October 3, 2005


Start: Woodward, Oklahoma
End:
Walsenburg, Colorado
Miles: 397 miles
Route taken: Route 270 west to Route 64/412 west into
Colorado to Route 160 west to Interstate 25 north, exit at Walsenburg.

 

        For the first time on this trip I encountered serious wind and I guess I should be thankful I avoided it for so long.

Wind is evil on a motorcycle. It is worse than rain. Rain just gets you wet. It is an annoyance, where as wind is a danger.

Especially gusts. Gusts blow you into another lane, across medians into oncoming traffic. It is the one thing bikers dread when they get on the road.

When I opened my motel room door to pack up the bike it was already howling and the trees were showing me what was in store for me.

It began the minute I got on Route 270. It was blowing in my face for the most part, so that was tolerable. I just had to be on guard for any cross winds.

I got my first one about 20 minutes down the road. It was mild and I was able to lean into and counteract its force.

As I was approaching Guymon, which is at the end of the Oklahoma panhandle, the wind changed and was now a steady crosswind. That made controlling the bike much more arduous.

I got to Guymon and didn’t really need to stop, but pulled the bike over. We both needed a rest. My hands had cramped because I was holding onto the bars so tightly and my face was windburned, my lips chapped.

I topped the bike off and took a stretch and noticed three guys in a truck pulling a trailer, entering.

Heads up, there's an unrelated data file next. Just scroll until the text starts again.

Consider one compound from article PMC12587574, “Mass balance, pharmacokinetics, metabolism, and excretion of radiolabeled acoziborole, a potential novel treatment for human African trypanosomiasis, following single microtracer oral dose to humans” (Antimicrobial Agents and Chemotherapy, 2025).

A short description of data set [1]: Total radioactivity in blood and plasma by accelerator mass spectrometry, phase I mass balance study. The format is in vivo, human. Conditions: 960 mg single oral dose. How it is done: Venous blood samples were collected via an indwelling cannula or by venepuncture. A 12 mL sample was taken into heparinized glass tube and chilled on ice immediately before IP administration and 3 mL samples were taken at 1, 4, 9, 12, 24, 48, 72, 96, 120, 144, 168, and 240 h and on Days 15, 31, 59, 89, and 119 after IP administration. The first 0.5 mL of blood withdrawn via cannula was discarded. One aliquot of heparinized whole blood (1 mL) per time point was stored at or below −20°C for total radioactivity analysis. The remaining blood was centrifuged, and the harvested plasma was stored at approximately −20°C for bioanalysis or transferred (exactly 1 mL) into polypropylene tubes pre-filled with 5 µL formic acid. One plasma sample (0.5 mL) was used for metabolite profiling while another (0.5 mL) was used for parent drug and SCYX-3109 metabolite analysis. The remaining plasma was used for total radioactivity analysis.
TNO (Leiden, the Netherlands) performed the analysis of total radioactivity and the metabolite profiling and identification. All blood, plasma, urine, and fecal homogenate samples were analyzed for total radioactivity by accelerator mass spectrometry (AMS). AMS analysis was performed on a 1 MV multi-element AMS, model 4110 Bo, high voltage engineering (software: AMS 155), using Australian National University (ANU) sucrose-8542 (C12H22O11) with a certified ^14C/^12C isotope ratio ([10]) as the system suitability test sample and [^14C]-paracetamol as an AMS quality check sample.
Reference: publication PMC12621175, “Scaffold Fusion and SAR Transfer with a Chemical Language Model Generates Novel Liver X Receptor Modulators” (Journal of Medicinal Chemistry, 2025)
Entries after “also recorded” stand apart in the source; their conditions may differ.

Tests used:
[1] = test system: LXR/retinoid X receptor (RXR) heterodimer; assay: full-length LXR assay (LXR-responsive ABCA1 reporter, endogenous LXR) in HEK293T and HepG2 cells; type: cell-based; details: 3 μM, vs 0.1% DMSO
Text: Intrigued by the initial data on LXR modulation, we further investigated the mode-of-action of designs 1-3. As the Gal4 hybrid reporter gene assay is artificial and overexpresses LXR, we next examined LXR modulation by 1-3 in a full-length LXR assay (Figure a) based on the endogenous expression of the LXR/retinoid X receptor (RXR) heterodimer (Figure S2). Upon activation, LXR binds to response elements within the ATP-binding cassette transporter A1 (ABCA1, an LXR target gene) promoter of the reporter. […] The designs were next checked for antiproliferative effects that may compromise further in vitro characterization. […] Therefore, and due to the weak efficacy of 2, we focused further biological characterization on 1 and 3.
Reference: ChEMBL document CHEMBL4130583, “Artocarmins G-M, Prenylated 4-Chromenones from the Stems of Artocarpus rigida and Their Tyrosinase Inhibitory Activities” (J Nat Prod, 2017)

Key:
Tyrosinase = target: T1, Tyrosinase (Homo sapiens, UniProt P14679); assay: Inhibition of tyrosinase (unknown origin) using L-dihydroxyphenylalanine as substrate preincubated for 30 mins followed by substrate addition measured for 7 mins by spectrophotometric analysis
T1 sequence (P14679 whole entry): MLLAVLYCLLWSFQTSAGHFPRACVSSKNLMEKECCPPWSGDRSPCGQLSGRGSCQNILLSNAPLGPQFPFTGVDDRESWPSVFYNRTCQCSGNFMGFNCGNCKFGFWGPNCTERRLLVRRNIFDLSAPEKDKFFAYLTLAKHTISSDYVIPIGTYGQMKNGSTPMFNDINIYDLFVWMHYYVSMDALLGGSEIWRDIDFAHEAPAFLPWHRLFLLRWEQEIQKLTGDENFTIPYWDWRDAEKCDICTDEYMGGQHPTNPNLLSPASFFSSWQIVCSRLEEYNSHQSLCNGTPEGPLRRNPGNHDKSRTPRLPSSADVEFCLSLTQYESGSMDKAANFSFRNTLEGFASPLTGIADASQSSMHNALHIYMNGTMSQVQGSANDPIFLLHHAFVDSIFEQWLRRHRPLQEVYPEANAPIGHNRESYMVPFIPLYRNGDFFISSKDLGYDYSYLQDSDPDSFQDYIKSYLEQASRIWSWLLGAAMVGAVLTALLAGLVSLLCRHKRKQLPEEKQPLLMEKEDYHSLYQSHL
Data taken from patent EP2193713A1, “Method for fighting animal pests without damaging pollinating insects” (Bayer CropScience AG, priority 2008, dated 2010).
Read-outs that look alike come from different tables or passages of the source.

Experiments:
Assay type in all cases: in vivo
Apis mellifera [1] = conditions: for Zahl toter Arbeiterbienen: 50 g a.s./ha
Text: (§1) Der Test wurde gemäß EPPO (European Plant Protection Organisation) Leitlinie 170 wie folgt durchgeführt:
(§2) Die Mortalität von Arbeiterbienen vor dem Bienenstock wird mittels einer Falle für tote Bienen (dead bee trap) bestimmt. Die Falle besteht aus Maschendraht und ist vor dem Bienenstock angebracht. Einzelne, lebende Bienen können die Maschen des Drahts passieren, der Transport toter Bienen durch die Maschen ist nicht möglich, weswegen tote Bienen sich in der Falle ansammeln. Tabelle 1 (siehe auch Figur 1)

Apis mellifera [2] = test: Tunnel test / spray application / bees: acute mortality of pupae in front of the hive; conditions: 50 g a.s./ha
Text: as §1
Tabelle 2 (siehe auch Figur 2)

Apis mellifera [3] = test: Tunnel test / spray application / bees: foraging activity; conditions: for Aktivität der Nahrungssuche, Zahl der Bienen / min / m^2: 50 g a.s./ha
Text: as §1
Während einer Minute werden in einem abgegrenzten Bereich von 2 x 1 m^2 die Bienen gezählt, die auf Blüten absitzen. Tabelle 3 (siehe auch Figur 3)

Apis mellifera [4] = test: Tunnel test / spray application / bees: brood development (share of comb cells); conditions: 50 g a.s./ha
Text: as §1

They had spent the weekend at a local recreation area, popular with all terrain vehicles.

The ATVs were in the trailer and they were stopping for something to drink. One of them grabbed a soda and was telling me about the weekend.

“I’m ready to go back to work,” he said. “Three days was enough.”

Three days? I have been out here two months and I don’t want to go back to work. I then realized it wasn’t the job he was eager to return to, but the routine he has carved out for himself over the years.

There is a sense of comfort in monotony, a security in knowing what is coming next and I think most people depend on that.

Myself, I find it boring. I like eating cereal for dinner, or wearing shorts in December or reading the end of a book first. I went to South Central Los Angeles in the middle of the day to look at the Watts Towers. I have jumped on a swing at a playground with kids and crashed a wedding, congratulating the bride and groom just to see the look on their face.

        For years I tried to be ordinary. I tried to work from 9 to 5. I owned a home and hated it. I despised the lawn and fantasized how I could kill the grass so I wouldn’t have to mow it anymore.

        Now I live at the beach in an apartment and would have a hard time moving. My life is a lot simpler and I have a lot less stress.

        As I was pulling out of the gas station I thought about the changes I have made and how my life is now. The smile lasted for a couple of miles.

        It made me temporarily forget the wind and the dreary scenery of Oklahoma, but that was changing as well.

        I wasn’t in Colorado yet, but I could already tell I was getting close. In the distance I could see plateaus and more importantly color. Greens and yellow had replaced the gray that had littered the Oklahoma landscape and it definitely brightened my mood.

        The wind even died down a bit. Libertad hates the wind as much as I do. She struggles with it and seems to have an extra whine in the engine.

        When the wind let up, it was like she was late for a date. The bike shot out and I just held on. It was just after 6 p.m. when I reached Walsenburg. I found a hotel and noticed the skies getting a little dark as I pulled in front of my room.